Rising R&B Artist Jayla Darden Does It All—and We’re Here for It
A new voice and sound in the music industry.
If you haven’t heard of Jayla Darden yet, don’t worry—you’re about to. The 22-year-old artist is quickly making a name for herself in the R&B world. Originally from Detroit, Darden spent the majority of her teen years in Atlanta, mastering her craft and honing her sound. After going to school at the SAE Institute to study audio engineering, she now resides in Los Angeles, creating the latest R&B hits for your ears. In an industry where it’s common to have ghost writers, it’s rare to come across a new artist who does it all on her own. From start to finish, Darden is the mastermind behind her music. “Everything that has to do with a song, I do,” she explains. “From producing to writing to mixing to mastering,” Darden truly does it all.
Following behind her first EP, Onto Something—with sounds that resemble a new-age vibe similar to ’90s Brandy—Darden has been back in the studio working on a new project. With the recent release of her latest single, “Demonstration,” a love song about less talk and more action, Darden has already been catching the eyes of major names in the industry. Back in May she was featured on R&B artist H.E.R.’s Instagram Live segment of Girls with Guitars. We had the pleasure of sitting down with Darden to talk about everything from the start of her career to creating music and right down to her favorite pairs of Jordans.
On getting her start and her inspirations:
“I think I was in the eighth grade—my mom always kept me in chorus and choir at church, and the choir director had a studio in downtown Detroit. He allowed me to come through, and that’s how I got my start. [Then] I moved to Atlanta when I was in my 10th grade. My mom felt like Atlanta was a better opportunity for me—and it was definitely a huge stepping stone. It allowed me to focus on the one thing I went there for: music.
“My first inspiration was Destiny’s Child. I was listening to Destiny’s Child from [inside] the womb, apparently. From there, I would say Beyoncé, Jhene Aiko, Frank Ocean. As well as Aaliyah and Brandy—they’re definitely a huge inspiration. As for the production side, I would say Missy, Timberland, J. Cole—as both a producer and an artist—and Key Wayne, he’s a producer from Detroit who’s worked with Big Sean.”
On her process for creating music:
“I pull inspiration from everywhere—I might be listening to a song or just find myself being inspired by life. Then I’ll open my laptop and create a beat. I usually start with beats and melodies, because I feel like that’s what catches people’s ears first. Then I write lyrics after that, after I get a good foundation. I feel like that’s the balance, making music that people can listen to and just feel good listening to it, but also when [they] listen, [they] pay attention to the lyrics [because] there’s also a message and a story there.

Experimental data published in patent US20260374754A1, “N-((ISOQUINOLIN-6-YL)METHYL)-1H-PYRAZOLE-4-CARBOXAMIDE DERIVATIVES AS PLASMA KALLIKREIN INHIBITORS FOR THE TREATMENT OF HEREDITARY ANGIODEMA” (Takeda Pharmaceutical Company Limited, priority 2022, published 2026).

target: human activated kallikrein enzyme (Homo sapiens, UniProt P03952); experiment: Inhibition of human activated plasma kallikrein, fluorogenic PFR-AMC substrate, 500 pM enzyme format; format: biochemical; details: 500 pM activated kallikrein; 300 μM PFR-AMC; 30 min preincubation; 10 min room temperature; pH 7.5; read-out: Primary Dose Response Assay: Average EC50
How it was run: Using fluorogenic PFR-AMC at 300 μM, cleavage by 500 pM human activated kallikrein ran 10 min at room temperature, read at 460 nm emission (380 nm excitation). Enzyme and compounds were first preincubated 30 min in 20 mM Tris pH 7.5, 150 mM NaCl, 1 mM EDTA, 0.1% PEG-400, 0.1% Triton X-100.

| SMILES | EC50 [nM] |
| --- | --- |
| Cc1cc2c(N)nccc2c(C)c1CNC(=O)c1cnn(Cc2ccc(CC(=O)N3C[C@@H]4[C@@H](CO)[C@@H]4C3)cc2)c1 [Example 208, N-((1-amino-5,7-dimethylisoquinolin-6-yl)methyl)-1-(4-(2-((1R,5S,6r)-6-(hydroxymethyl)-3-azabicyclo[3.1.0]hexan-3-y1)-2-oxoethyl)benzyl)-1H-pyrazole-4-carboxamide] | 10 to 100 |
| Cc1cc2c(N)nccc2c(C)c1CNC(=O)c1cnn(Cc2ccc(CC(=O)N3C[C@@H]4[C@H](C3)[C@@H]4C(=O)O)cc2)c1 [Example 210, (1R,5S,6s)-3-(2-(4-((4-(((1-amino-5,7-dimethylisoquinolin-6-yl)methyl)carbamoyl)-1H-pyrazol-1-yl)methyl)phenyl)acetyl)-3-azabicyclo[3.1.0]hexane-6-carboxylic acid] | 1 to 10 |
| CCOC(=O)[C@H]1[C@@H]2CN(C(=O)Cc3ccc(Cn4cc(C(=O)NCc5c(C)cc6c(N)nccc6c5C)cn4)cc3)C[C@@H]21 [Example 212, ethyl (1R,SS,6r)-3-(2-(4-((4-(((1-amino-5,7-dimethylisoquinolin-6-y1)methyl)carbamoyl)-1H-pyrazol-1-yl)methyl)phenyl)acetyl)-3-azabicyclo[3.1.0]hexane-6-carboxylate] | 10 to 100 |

“I base my music and my writing off of personal experiences, and [it often] trickles into the music. People and fans will reach out and know things about me from what I say in my music. My personality really shines through just because I’m writing from my own experiences.”
On her personal style:
“Growing up I was a tomboy, so now it’s a balance of masculine and femininity—I like to wear crop tops, but I also like to wear baggy pants or street wear. I’m not too picky when it comes to clothing as long as it looks good. Some brands I like to wear are FairPlay, Carhartt, Human Made, and BBC.
“I’m definitely into shoes. I’m pickier with shoes. I wear Jordans and Nike all the time. I’ve always been a tomboy, so I’ve always been a sneakerhead. I looked up to my older brother, who also has always been a sneakerhead. My favorite style of J’s are the 7s, I’m starting to like 1s a lot more—I feel like with those, you can put them on with anything. And then as of late, there’s 6s and 4s. I’m just starting to like different pairs more now.”
On collaborating and her sound:
“Being around people and in studios and seeing different people’s processes is always influential. If I’m working with somebody, we might share different ideas or sounds, and that can help influence [each other]. As creatives, we kind of share things back and forth...[as well as] working with other people in the industry who also do R&B. In Atlanta, a lot of things were hip-hop based. Atlanta is known for hip-hop and trap music, which is cool, but for me as an R&B singer, I didn’t know who to work with. There’s a lot of people [in L.A.] who do R&B, make R&B beats—not to say I want to stay in a box, but that’s just where my heart is. I’ve always been passionate about R&B. That’s just what I would listen to on the daily. I ended up just creating the music that I wanted to listen to.”
On her dream collaboration:
“Definitely every artist who has inspired me—that would be a dream. A big goal of mine is to be able to do a solo tour soon. I would love to tour with Beyoncé just to learn from her, as well as learn more about [her] production. When I was 18 or 19 I worked as a stagehand setting up concerts, which was intense, but I always found it interesting.”
Top photo: Danny Williams
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